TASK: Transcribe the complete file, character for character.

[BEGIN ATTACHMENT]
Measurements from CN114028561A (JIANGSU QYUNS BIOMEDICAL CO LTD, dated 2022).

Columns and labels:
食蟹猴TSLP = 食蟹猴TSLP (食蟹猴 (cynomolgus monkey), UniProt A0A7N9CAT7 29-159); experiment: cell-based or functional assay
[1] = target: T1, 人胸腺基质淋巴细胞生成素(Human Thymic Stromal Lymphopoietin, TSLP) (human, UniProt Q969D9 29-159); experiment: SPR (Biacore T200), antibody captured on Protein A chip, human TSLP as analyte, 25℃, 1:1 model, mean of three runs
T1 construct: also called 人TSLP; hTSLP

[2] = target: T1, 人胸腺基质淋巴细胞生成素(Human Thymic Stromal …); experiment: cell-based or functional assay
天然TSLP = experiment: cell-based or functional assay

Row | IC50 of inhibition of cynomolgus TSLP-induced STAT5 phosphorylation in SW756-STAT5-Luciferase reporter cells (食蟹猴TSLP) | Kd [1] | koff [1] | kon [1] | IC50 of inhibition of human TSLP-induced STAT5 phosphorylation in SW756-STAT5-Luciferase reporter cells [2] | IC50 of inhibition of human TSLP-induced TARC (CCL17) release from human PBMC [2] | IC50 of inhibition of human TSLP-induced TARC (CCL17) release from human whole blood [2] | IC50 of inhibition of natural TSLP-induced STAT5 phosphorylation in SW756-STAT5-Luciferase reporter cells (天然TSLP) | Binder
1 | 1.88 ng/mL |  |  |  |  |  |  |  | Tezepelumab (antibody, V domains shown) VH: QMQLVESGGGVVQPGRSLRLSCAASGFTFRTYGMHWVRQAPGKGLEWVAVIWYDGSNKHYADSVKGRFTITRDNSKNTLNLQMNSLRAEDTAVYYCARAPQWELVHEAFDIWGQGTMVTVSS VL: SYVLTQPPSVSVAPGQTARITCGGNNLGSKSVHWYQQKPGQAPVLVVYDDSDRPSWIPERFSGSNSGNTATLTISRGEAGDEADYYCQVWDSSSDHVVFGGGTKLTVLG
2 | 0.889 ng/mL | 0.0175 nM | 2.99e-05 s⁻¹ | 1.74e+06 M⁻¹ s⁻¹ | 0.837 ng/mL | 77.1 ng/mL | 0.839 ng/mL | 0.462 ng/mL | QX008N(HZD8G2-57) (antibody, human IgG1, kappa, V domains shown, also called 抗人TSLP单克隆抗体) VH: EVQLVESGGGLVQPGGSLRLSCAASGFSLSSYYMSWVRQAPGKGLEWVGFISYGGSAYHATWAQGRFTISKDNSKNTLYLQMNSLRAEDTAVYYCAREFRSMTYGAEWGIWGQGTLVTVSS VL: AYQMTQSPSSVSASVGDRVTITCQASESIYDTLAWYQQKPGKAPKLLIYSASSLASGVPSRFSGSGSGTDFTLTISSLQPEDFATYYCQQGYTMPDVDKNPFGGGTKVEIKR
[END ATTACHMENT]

Measurements from CN114028561A (JIANGSU QYUNS BIOMEDICAL CO LTD, dated 2022).

Columns and labels:
食蟹猴TSLP = 食蟹猴TSLP (食蟹猴 (cynomolgus monkey), UniProt A0A7N9CAT7 29-159); experiment: cell-based or functional assay
[1] = target: T1, 人胸腺基质淋巴细胞生成素(Human Thymic Stromal Lymphopoietin, TSLP) (human, UniProt Q969D9 29-159); experiment: SPR (Biacore T200), antibody captured on Protein A chip, human TSLP as analyte, 25℃, 1:1 model, mean of three runs
T1 construct: also called 人TSLP; hTSLP

[2] = target: T1, 人胸腺基质淋巴细胞生成素(Human Thymic Stromal …); experiment: cell-based or functional assay
天然TSLP = experiment: cell-based or functional assay

Row | IC50 of inhibition of cynomolgus TSLP-induced STAT5 phosphorylation in SW756-STAT5-Luciferase reporter cells (食蟹猴TSLP) | Kd [1] | koff [1] | kon [1] | IC50 of inhibition of human TSLP-induced STAT5 phosphorylation in SW756-STAT5-Luciferase reporter cells [2] | IC50 of inhibition of human TSLP-induced TARC (CCL17) release from human PBMC [2] | IC50 of inhibition of human TSLP-induced TARC (CCL17) release from human whole blood [2] | IC50 of inhibition of natural TSLP-induced STAT5 phosphorylation in SW756-STAT5-Luciferase reporter cells (天然TSLP) | Binder
1 | 1.88 ng/mL |  |  |  |  |  |  |  | Tezepelumab (antibody, V domains shown) VH: QMQLVESGGGVVQPGRSLRLSCAASGFTFRTYGMHWVRQAPGKGLEWVAVIWYDGSNKHYADSVKGRFTITRDNSKNTLNLQMNSLRAEDTAVYYCARAPQWELVHEAFDIWGQGTMVTVSS VL: SYVLTQPPSVSVAPGQTARITCGGNNLGSKSVHWYQQKPGQAPVLVVYDDSDRPSWIPERFSGSNSGNTATLTISRGEAGDEADYYCQVWDSSSDHVVFGGGTKLTVLG
2 | 0.889 ng/mL | 0.0175 nM | 2.99e-05 s⁻¹ | 1.74e+06 M⁻¹ s⁻¹ | 0.837 ng/mL | 77.1 ng/mL | 0.839 ng/mL | 0.462 ng/mL | QX008N(HZD8G2-57) (antibody, human IgG1, kappa, V domains shown, also called 抗人TSLP单克隆抗体) VH: EVQLVESGGGLVQPGGSLRLSCAASGFSLSSYYMSWVRQAPGKGLEWVGFISYGGSAYHATWAQGRFTISKDNSKNTLYLQMNSLRAEDTAVYYCAREFRSMTYGAEWGIWGQGTLVTVSS VL: AYQMTQSPSSVSASVGDRVTITCQASESIYDTLAWYQQKPGKAPKLLIYSASSLASGVPSRFSGSGSGTDFTLTISSLQPEDFATYYCQQGYTMPDVDKNPFGGGTKVEIKR